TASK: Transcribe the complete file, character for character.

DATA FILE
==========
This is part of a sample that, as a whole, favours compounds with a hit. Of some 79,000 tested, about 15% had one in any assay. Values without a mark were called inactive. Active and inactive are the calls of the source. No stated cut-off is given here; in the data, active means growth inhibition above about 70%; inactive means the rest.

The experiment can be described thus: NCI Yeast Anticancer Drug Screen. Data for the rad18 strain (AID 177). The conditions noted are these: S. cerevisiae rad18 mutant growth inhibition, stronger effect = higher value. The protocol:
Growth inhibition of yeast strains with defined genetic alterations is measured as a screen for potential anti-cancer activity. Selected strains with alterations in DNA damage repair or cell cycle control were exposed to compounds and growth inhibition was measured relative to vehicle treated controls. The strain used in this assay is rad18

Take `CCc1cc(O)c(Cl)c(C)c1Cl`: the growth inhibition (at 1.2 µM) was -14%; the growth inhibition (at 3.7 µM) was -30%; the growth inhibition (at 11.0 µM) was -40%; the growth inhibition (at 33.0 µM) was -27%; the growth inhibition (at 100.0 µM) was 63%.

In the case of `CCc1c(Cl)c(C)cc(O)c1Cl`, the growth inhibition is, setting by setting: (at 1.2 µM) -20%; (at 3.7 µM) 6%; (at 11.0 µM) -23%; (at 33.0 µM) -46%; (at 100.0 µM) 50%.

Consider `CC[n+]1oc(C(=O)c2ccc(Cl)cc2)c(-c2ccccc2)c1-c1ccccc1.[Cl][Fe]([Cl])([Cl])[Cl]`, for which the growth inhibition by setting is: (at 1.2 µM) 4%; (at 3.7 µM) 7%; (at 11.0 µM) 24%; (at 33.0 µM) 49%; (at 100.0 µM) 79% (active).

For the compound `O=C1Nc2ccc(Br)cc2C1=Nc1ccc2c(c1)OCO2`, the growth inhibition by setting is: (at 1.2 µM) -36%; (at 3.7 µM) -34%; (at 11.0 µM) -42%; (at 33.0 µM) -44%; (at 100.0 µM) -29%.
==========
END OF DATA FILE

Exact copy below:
This is part of a sample that, as a whole, favours compounds with a hit. Of some 79,000 tested, about 15% had one in any assay. Values without a mark were called inactive. Active and inactive are the calls of the source. No stated cut-off is given here; in the data, active means growth inhibition above about 70%; inactive means the rest.

The experiment can be described thus: NCI Yeast Anticancer Drug Screen. Data for the rad18 strain (AID 177). The conditions noted are these: S. cerevisiae rad18 mutant growth inhibition, stronger effect = higher value. The protocol:
Growth inhibition of yeast strains with defined genetic alterations is measured as a screen for potential anti-cancer activity. Selected strains with alterations in DNA damage repair or cell cycle control were exposed to compounds and growth inhibition was measured relative to vehicle treated controls. The strain used in this assay is rad18

Take `CCc1cc(O)c(Cl)c(C)c1Cl`: the growth inhibition (at 1.2 µM) was -14%; the growth inhibition (at 3.7 µM) was -30%; the growth inhibition (at 11.0 µM) was -40%; the growth inhibition (at 33.0 µM) was -27%; the growth inhibition (at 100.0 µM) was 63%.

In the case of `CCc1c(Cl)c(C)cc(O)c1Cl`, the growth inhibition is, setting by setting: (at 1.2 µM) -20%; (at 3.7 µM) 6%; (at 11.0 µM) -23%; (at 33.0 µM) -46%; (at 100.0 µM) 50%.

Consider `CC[n+]1oc(C(=O)c2ccc(Cl)cc2)c(-c2ccccc2)c1-c1ccccc1.[Cl][Fe]([Cl])([Cl])[Cl]`, for which the growth inhibition by setting is: (at 1.2 µM) 4%; (at 3.7 µM) 7%; (at 11.0 µM) 24%; (at 33.0 µM) 49%; (at 100.0 µM) 79% (active).

For the compound `O=C1Nc2ccc(Br)cc2C1=Nc1ccc2c(c1)OCO2`, the growth inhibition by setting is: (at 1.2 µM) -36%; (at 3.7 µM) -34%; (at 11.0 µM) -42%; (at 33.0 µM) -44%; (at 100.0 µM) -29%.